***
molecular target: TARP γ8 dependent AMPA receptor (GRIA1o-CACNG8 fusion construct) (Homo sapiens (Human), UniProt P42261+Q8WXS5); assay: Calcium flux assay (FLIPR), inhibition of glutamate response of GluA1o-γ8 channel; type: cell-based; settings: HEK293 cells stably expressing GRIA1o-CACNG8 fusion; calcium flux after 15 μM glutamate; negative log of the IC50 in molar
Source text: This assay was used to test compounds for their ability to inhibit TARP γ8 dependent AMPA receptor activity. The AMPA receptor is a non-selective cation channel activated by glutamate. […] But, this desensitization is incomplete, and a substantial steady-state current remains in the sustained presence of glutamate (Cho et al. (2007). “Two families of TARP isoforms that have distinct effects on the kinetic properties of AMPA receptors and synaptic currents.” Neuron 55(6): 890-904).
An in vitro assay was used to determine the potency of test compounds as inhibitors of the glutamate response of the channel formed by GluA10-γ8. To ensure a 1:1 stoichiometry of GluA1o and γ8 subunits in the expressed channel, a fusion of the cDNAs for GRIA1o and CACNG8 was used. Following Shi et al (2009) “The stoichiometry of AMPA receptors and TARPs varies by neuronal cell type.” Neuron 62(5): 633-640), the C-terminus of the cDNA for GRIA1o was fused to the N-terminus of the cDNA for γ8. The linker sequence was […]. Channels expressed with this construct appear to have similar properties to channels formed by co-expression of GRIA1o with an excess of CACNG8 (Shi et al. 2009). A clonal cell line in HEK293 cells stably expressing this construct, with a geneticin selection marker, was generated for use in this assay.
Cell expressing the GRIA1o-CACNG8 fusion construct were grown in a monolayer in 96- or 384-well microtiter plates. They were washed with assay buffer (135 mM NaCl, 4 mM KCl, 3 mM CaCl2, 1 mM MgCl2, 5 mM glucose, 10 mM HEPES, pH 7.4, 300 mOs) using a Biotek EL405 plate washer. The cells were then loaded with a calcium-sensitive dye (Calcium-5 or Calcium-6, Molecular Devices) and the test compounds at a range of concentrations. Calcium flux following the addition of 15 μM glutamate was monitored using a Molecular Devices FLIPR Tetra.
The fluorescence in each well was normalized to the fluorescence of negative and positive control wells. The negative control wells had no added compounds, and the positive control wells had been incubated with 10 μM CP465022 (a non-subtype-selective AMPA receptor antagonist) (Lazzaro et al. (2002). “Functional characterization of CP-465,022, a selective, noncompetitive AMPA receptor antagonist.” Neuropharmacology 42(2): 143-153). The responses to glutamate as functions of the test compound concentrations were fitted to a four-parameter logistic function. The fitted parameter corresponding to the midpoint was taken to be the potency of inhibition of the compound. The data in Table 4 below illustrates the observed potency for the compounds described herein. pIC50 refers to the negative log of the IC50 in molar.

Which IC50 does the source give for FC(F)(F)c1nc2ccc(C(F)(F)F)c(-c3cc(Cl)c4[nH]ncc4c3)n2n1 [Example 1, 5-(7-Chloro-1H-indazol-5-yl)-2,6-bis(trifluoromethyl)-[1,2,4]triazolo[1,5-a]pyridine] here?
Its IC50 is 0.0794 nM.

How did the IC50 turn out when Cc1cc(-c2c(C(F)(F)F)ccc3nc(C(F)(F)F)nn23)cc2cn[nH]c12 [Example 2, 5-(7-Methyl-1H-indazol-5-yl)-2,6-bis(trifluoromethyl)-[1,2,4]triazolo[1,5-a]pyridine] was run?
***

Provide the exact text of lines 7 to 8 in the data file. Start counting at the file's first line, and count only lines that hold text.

Its IC50 is 0.0794 nM.

How did the IC50 turn out when Cc1cc(-c2c(C(F)(F)F)ccc3nc(C(F)(F)F)nn23)cc2cn[nH]c12 [Example 2, 5-(7-Methyl-1H-indazol-5-yl)-2,6-bis(trifluoromethyl)-[1,2,4]triazolo[1,5-a]pyridine] was run?